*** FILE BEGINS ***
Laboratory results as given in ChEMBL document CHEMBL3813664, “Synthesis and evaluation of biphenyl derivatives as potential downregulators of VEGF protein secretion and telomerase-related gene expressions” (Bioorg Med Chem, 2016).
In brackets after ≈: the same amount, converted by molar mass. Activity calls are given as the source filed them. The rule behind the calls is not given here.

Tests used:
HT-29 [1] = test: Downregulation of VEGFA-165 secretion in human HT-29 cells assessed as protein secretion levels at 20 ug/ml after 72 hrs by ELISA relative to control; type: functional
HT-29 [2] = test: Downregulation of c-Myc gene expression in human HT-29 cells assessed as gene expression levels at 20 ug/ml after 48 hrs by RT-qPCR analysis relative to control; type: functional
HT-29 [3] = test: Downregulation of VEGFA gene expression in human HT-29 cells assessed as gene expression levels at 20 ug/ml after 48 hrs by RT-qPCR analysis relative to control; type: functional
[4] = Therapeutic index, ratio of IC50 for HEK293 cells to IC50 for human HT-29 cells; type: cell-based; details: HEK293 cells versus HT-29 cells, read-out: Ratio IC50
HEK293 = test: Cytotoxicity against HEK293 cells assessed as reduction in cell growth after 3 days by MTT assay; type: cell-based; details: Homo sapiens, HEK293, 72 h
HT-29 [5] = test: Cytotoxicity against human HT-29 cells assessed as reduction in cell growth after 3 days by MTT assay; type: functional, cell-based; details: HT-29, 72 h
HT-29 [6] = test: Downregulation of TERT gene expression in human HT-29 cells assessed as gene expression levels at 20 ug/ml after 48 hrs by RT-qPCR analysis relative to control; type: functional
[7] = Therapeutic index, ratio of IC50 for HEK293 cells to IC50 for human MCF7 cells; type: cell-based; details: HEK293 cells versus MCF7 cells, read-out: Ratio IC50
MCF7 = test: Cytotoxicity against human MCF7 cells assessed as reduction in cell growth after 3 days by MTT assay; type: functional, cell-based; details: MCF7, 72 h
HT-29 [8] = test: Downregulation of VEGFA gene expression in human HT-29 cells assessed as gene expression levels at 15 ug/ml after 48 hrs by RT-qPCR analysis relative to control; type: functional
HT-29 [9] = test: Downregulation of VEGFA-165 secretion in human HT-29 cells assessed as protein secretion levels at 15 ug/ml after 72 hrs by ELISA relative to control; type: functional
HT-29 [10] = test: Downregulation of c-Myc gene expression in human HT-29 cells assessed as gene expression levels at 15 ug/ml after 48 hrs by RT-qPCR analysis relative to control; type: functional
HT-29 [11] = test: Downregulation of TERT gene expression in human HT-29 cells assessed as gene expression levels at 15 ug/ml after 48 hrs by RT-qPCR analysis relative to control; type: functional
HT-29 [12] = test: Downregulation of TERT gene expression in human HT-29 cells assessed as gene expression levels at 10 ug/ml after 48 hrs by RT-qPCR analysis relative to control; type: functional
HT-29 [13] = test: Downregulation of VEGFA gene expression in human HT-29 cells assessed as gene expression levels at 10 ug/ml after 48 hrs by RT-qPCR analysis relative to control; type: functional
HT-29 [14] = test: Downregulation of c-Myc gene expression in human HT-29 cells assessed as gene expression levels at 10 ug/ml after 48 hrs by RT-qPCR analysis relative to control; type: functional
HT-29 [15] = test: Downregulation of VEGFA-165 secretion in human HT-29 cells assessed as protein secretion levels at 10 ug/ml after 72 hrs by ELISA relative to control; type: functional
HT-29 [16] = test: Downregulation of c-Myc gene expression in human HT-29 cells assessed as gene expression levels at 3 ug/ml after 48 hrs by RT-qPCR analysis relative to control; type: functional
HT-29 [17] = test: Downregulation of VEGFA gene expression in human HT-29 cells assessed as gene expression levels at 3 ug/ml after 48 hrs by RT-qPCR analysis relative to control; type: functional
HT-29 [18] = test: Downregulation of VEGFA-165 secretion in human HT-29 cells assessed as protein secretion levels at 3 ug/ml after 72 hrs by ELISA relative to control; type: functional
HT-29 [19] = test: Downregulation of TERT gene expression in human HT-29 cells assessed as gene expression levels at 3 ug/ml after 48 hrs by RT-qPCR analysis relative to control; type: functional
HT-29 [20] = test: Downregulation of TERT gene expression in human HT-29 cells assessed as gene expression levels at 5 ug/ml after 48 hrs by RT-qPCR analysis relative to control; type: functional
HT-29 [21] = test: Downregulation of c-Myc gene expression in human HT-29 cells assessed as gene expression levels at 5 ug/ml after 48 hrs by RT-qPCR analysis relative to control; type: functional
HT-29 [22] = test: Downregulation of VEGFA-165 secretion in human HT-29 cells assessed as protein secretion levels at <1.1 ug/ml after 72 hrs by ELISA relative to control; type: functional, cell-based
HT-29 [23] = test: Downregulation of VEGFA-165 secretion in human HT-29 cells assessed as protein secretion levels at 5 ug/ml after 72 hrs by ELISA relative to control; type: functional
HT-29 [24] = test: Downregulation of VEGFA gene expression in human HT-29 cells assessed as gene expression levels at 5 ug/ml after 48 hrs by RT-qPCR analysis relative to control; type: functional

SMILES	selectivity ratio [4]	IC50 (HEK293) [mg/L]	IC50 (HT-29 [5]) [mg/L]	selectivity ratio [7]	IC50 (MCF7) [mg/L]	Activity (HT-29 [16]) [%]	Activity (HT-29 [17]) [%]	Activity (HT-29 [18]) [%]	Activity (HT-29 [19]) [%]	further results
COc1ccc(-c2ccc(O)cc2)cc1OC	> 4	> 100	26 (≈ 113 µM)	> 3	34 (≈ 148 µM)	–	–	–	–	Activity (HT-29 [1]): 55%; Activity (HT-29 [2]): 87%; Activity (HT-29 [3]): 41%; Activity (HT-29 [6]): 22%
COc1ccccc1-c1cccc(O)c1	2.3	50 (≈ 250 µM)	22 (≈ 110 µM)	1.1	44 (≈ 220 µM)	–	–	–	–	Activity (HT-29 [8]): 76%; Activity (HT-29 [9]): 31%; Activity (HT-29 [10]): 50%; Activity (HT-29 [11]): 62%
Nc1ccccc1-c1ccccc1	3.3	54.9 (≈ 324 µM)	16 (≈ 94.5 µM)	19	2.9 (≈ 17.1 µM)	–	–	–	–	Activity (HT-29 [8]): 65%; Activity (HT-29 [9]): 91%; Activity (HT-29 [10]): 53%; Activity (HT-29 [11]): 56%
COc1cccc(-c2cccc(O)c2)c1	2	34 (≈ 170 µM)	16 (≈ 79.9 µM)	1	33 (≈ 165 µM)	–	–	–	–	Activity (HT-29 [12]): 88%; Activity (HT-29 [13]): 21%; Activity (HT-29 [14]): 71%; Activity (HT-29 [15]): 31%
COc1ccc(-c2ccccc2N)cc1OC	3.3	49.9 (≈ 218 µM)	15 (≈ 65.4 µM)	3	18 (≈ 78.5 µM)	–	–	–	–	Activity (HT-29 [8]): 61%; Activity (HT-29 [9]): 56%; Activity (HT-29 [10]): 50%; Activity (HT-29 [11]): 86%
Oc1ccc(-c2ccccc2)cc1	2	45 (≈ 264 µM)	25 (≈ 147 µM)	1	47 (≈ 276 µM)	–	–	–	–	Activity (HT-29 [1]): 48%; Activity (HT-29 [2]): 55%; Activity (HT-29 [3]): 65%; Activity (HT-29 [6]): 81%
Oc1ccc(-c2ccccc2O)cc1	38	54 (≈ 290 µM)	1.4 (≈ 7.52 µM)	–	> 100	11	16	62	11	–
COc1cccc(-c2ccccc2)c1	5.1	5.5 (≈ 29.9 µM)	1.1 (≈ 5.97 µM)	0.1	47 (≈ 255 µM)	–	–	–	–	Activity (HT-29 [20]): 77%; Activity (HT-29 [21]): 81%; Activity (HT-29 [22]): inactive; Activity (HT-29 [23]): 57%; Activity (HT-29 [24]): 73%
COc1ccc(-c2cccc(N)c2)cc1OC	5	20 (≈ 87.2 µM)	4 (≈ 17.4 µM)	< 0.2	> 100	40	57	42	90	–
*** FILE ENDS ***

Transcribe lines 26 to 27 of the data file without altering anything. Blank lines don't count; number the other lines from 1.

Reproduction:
HT-29 [21] = test: Downregulation of c-Myc gene expression in human HT-29 cells assessed as gene expression levels at 5 ug/ml after 48 hrs by RT-qPCR analysis relative to control; type: functional
HT-29 [22] = test: Downregulation of VEGFA-165 secretion in human HT-29 cells assessed as protein secretion levels at <1.1 ug/ml after 72 hrs by ELISA relative to control; type: functional, cell-based